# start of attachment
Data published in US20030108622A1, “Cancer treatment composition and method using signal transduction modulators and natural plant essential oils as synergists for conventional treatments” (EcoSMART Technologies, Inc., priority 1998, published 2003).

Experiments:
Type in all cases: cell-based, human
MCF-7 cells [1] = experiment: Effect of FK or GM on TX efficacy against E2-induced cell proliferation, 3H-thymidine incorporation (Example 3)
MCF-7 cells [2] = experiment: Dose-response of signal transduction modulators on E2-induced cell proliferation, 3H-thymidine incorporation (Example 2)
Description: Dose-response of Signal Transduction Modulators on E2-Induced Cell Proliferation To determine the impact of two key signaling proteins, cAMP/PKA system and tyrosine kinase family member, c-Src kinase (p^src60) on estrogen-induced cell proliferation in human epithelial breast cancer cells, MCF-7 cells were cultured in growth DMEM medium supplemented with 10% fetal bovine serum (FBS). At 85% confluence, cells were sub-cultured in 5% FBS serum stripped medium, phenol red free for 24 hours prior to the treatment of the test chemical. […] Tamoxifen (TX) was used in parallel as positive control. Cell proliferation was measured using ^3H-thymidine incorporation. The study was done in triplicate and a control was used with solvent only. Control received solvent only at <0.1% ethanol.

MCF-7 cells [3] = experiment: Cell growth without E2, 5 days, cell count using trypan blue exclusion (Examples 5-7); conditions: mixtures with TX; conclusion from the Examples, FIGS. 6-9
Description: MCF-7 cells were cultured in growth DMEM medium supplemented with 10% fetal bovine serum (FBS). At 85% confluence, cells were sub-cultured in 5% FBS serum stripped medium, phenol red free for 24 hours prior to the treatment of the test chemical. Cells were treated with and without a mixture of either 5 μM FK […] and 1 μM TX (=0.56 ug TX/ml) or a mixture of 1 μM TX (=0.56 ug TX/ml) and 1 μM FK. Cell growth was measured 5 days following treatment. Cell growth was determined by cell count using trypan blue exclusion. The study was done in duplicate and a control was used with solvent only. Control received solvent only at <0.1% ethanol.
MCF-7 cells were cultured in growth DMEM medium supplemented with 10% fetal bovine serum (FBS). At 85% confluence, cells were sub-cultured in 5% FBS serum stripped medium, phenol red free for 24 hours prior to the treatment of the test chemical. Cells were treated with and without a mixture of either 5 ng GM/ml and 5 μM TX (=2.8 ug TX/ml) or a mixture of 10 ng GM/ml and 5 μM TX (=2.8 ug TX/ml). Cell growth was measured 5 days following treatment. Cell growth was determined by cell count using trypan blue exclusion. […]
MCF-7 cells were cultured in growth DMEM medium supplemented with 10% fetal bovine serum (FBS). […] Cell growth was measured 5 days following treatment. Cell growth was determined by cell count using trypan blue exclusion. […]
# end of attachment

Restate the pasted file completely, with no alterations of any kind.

Data published in US20030108622A1, “Cancer treatment composition and method using signal transduction modulators and natural plant essential oils as synergists for conventional treatments” (EcoSMART Technologies, Inc., priority 1998, published 2003).

Experiments:
Type in all cases: cell-based, human
MCF-7 cells [1] = experiment: Effect of FK or GM on TX efficacy against E2-induced cell proliferation, 3H-thymidine incorporation (Example 3)
MCF-7 cells [2] = experiment: Dose-response of signal transduction modulators on E2-induced cell proliferation, 3H-thymidine incorporation (Example 2)
Description: Dose-response of Signal Transduction Modulators on E2-Induced Cell Proliferation To determine the impact of two key signaling proteins, cAMP/PKA system and tyrosine kinase family member, c-Src kinase (p^src60) on estrogen-induced cell proliferation in human epithelial breast cancer cells, MCF-7 cells were cultured in growth DMEM medium supplemented with 10% fetal bovine serum (FBS). At 85% confluence, cells were sub-cultured in 5% FBS serum stripped medium, phenol red free for 24 hours prior to the treatment of the test chemical. […] Tamoxifen (TX) was used in parallel as positive control. Cell proliferation was measured using ^3H-thymidine incorporation. The study was done in triplicate and a control was used with solvent only. Control received solvent only at <0.1% ethanol.

MCF-7 cells [3] = experiment: Cell growth without E2, 5 days, cell count using trypan blue exclusion (Examples 5-7); conditions: mixtures with TX; conclusion from the Examples, FIGS. 6-9
Description: MCF-7 cells were cultured in growth DMEM medium supplemented with 10% fetal bovine serum (FBS). At 85% confluence, cells were sub-cultured in 5% FBS serum stripped medium, phenol red free for 24 hours prior to the treatment of the test chemical. Cells were treated with and without a mixture of either 5 μM FK […] and 1 μM TX (=0.56 ug TX/ml) or a mixture of 1 μM TX (=0.56 ug TX/ml) and 1 μM FK. Cell growth was measured 5 days following treatment. Cell growth was determined by cell count using trypan blue exclusion. The study was done in duplicate and a control was used with solvent only. Control received solvent only at <0.1% ethanol.
MCF-7 cells were cultured in growth DMEM medium supplemented with 10% fetal bovine serum (FBS). At 85% confluence, cells were sub-cultured in 5% FBS serum stripped medium, phenol red free for 24 hours prior to the treatment of the test chemical. Cells were treated with and without a mixture of either 5 ng GM/ml and 5 μM TX (=2.8 ug TX/ml) or a mixture of 10 ng GM/ml and 5 μM TX (=2.8 ug TX/ml). Cell growth was measured 5 days following treatment. Cell growth was determined by cell count using trypan blue exclusion. […]
MCF-7 cells were cultured in growth DMEM medium supplemented with 10% fetal bovine serum (FBS). […] Cell growth was measured 5 days following treatment. Cell growth was determined by cell count using trypan blue exclusion. […]